Gransnet forums

Culture/Arts

Is cultural tradition overrated?

(74 Posts)
PECS Sat 13-Oct-18 13:34:25

Sometimes I have heard people voice their worries that "we" are losing "our" culture and traditions.

I was just wondering if it matters. My thinking was sparked by discussion elsewhere about Christmas decorations.

Traditionally the Christmas festival is 12 days, Easter 4 days then there are various other festivals: Patron Saints days, May day, All Hallows Eve & All Saints Day and various associated customs and activities etc.

Many were originally pagan (e.g. Wassialing/Carol singing), adopted by Christianity and now taken over by the commercial world.

Traditional music and dance seem to have lost a place in everyday life.. but does it matter?

Does it matter that hot x buns are eaten all year round? That Christmas pudding is ditched in favour of a swiss roll and ice cream? That hallowe'en has become overly focussed on trick or treating (guising) and Maypole dancing is now frowned upon now we realise a Maypole was phallic [grin}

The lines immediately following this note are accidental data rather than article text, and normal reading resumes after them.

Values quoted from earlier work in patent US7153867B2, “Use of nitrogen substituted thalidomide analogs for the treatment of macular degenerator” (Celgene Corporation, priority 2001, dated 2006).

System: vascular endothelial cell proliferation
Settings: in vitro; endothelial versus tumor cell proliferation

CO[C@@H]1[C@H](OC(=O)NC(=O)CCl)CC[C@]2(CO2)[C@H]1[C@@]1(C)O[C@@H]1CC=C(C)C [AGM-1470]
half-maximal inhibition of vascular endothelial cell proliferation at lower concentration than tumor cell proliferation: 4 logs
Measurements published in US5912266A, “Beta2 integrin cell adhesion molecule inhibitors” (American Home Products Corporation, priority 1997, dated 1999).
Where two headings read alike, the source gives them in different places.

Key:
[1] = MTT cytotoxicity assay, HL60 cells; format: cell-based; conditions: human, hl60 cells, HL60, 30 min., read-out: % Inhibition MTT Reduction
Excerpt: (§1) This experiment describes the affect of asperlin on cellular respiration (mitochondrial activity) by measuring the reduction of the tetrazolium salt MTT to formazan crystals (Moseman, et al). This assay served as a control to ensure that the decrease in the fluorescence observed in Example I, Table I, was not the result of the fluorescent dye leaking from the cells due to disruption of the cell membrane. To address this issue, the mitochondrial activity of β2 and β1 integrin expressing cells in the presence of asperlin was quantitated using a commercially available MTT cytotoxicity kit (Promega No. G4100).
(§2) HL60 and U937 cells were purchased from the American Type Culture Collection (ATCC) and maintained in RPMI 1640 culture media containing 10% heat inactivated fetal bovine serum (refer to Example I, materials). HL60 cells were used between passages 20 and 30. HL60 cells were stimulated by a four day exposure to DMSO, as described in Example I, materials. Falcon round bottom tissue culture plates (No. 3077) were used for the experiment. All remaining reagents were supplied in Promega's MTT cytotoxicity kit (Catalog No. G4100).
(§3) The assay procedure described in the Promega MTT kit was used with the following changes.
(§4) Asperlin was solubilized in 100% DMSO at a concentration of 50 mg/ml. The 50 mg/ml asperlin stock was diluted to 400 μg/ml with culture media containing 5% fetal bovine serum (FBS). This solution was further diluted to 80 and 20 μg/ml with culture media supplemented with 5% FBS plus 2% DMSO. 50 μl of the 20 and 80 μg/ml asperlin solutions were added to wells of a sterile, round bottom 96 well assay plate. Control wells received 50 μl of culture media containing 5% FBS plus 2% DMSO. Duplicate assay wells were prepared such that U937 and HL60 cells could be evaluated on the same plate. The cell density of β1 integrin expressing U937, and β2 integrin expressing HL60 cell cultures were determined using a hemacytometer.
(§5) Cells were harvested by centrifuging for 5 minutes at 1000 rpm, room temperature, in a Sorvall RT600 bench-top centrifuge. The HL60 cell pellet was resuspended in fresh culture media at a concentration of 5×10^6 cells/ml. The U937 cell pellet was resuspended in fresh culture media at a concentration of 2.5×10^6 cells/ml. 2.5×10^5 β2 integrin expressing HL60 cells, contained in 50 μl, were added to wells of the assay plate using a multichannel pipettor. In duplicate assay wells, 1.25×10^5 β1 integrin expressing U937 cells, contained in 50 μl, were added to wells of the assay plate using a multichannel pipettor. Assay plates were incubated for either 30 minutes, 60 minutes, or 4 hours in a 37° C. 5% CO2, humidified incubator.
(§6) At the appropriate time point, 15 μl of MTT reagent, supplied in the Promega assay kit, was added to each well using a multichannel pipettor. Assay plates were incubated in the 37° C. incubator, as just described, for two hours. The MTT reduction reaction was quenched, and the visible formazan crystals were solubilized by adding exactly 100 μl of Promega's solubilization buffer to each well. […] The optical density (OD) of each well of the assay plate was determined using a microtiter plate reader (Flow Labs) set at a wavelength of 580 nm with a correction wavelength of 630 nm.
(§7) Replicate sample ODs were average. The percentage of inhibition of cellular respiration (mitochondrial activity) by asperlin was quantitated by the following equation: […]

Locally we have Morris dancing, mummers, town bonfire & processions, Carol Service and switching on of town Christmas lights so I don't feel bereft! But what do others think? Is cultural tradition overated?

lemongrove Sat 13-Oct-18 13:43:31

They mark the Seasons and become part of the calendar.
Our DGS sets great store by all the traditions, possibly most Children do, more than adults.
Other countries keep their culture and traditions alive, and we should to although am in favour of hot cross buns all year round.grin

PECS Sat 13-Oct-18 13:59:43

Ahh.. there we differ lemon I love a hot cross bun and mince pies but I am a bit of a "dog in a manger" and refuse to buy them until it is ' the season' for them and grumble at DH if he sneaks them in too soon! if we eat them all year or too often they are no longer 'traditionally' eaten at Christmas/Easter!

lemongrove Sat 13-Oct-18 14:03:50